Last updated on

Can the MTHFR gene affect fertility and pregnancy?

The simple answer to that question is yes! 

MTHFR can affect fertility in both men and women and also affect the resulting pregnancy. Men and especially women who find they have an MTHFR “mutation” will want to discuss with their doctors the advantages of supplementing with methyl folate rather than folic acid. This is the case because those with reduced MTHFR activity may not be able to convert folic acid into a bioactive form the body can use. 

So, what is MTHFR?

MTHFR is a gene (5-methyltetrahydrofolate) which breaks-down folic acid into folate via an enzyme called methylenetetrahydrofolate reductase, which plays a crucial role in processing amino acids, the building blocks of proteins.11

The MTHFR gene is located on chromosome 1 and we inherit two copies of the gene one from each parent. When there is some variation in DNA sequencing, the result is a “mutation” often referred to by scientists as single nucleotide polymorphisms (SNPs). The SNPs in the MTHFR gene decrease enzyme activity and this in turn affects a number of biochemical processes.10 Some of the main conditions known to be caused due to MTHFR SNPs include hyperhomocysteinemia (elevated homocysteine), cardio-vascular health, birth defects, miscarriage, preeclampsia, cancer risk and increased chronic disease risk.10

There are many MTHFR variants identified to date, however, the two most studied variants are 677C>T (C667T also called rs1801133) and 1298A>C (A1298C also called rs1801131). The C677T allele is the most studied variant and about 50% of the population may have 1 copy – which makes them heterozygous while up to 25% may have inherited two copies which makes them homozygous.1011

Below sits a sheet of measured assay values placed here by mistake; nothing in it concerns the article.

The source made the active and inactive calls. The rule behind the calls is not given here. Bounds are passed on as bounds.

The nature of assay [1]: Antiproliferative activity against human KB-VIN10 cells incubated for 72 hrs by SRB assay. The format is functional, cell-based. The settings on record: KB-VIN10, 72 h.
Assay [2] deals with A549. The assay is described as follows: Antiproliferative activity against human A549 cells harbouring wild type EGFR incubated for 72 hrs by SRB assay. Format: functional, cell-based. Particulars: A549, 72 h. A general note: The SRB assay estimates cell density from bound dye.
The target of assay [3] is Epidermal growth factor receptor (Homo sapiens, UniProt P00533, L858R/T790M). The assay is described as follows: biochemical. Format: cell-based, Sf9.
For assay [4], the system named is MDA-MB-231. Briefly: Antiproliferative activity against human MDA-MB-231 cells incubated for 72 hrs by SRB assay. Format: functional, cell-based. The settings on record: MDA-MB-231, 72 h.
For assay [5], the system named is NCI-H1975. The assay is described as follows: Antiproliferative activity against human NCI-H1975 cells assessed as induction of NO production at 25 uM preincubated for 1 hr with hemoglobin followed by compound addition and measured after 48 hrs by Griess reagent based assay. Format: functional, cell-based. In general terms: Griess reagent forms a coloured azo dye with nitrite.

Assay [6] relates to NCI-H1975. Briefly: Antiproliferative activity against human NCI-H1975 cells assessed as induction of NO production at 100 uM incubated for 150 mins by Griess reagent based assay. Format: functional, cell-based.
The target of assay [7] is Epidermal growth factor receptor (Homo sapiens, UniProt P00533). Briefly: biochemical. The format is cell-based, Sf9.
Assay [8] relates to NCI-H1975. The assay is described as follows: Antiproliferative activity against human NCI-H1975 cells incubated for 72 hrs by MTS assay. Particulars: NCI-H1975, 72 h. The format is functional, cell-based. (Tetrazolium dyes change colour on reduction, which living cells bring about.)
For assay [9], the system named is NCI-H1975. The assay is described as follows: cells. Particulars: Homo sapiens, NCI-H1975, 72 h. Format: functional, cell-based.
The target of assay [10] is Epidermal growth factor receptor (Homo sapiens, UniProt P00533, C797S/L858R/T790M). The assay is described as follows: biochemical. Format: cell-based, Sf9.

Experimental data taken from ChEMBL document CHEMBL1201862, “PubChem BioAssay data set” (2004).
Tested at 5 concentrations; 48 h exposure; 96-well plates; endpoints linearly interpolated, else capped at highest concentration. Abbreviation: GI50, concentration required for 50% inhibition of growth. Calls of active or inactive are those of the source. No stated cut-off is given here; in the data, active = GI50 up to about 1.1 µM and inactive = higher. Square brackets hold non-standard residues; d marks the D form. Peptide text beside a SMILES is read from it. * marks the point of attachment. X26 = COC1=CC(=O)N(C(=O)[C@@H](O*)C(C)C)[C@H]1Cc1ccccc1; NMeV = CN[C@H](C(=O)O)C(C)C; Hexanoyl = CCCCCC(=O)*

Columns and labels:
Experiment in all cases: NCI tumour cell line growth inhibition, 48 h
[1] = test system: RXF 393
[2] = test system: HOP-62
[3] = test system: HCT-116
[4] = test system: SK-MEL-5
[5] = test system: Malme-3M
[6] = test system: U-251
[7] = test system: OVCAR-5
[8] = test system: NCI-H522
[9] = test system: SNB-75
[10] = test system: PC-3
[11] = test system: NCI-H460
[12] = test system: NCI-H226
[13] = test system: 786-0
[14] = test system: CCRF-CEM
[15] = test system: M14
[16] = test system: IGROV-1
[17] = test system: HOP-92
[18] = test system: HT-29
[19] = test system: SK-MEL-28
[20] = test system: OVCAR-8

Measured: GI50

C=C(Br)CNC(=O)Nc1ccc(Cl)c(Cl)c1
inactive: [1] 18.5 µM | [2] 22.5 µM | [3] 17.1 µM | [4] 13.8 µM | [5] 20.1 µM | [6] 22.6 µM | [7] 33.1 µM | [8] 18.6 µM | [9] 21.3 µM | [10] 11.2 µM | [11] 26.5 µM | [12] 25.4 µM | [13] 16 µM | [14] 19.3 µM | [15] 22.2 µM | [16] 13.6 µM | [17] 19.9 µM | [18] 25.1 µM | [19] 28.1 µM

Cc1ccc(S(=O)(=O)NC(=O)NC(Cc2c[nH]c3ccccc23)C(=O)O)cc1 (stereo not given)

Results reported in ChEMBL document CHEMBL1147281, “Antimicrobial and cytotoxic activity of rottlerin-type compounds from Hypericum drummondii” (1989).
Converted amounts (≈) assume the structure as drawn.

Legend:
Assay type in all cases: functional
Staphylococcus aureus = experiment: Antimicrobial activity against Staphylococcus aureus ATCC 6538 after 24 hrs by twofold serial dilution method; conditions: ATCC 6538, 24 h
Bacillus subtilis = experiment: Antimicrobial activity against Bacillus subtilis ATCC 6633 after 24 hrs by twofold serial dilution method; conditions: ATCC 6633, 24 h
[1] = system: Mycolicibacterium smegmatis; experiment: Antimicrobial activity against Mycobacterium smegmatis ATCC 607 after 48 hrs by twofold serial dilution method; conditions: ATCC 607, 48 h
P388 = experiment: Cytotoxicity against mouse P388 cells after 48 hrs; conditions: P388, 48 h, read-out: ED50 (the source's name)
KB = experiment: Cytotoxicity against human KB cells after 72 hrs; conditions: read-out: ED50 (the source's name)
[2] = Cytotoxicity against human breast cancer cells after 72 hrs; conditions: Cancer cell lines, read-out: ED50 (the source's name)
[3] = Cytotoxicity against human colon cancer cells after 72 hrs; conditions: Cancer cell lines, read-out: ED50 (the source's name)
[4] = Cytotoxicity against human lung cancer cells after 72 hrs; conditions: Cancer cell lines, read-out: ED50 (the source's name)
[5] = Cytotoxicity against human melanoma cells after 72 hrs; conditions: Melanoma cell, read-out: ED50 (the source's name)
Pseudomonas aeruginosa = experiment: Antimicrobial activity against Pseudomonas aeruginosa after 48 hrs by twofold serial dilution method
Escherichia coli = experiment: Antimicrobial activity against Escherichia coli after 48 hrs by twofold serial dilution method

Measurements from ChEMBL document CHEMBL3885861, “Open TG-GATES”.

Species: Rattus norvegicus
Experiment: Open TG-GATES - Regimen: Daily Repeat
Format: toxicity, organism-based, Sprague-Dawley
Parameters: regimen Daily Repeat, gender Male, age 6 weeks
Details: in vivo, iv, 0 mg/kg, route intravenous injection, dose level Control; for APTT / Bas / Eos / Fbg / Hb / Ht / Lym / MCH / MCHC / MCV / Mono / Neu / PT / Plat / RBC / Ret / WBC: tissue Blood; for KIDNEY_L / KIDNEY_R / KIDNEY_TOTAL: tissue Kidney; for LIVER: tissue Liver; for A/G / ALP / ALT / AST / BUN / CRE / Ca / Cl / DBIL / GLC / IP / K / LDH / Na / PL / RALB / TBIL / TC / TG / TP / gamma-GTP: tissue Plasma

How MTHFR impacts male and female fertility

As mentioned above, we inherit two copies of the MTHFR gene (one from each parent) hence if we have two copies of C677T – we are homozygous and in this case since both copies are defective we are at a higher risk for miscarriages, preeclampsia, or a baby born with birth defects. In men, there is a higher risk of sperm malformations.

Similar situation is if we have one copy of C677T and one A1298C we are heterozygous in this instance, because we carry two different types of SNPs, however we still have similar chance or possibly slightly lower than that of having two C677T gene changes. The frequency of the C677T SNP varies significantly between ethnic populations. It is found to be more common among Italians, Hispanics, and Asians than in Caucasians and Africans. The A1298C SNP is not studied as extensively as C677T hence the population frequency it is not well documented.11

As was discussed in the Gene Food podcast episode on MTHFR, folate and B2 are two nutrients linked to supporting MTHFR function. B2 because it’s a cofactor for the MTHFR gene to work, and folate because decreased MTHFR activity stifles the body’s ability to process dietary folate into the bioactive form, called methyl folate.

In those who have MTHFR SNPs, folic acid can become toxic as it has the tendency to pool rather than be converted into the methyl folate the body can use.

What is the difference between Folic Acid and Folate?

Folate and Folic acid are both vitamin B9 – however folic acid is the synthetic form of vitamin B9. 

It is crucial to know the difference between these two nutrients. 

Folate it is found in abundance in green leafy food (Folate – comes from the Latin word “folium,” which means leaf) whereas folic acid is synthetic production of vitamin B9, and we usually find it in the form of supplements.

Folate is abundant in dark, leafy green vegetables including kale, broccoli, spinach and asparagus are excellent sources of folate.1

 If you are not vegan or vegetarian the best source for B9 in food is beef liver which contains 215 Micrograms (mcg) per serving – (3 ounces).1

Can Folic Acid Increase Fertility and How does MTHFR relate to fertility?

If you are trying to get pregnant and you are above 30 years old  your doctor will advise you to take folic acid to prevent birth defects in your baby. Apart of avoiding birth defects, folic acid is shown to play an important role in improving fertility and your chances of conceiving.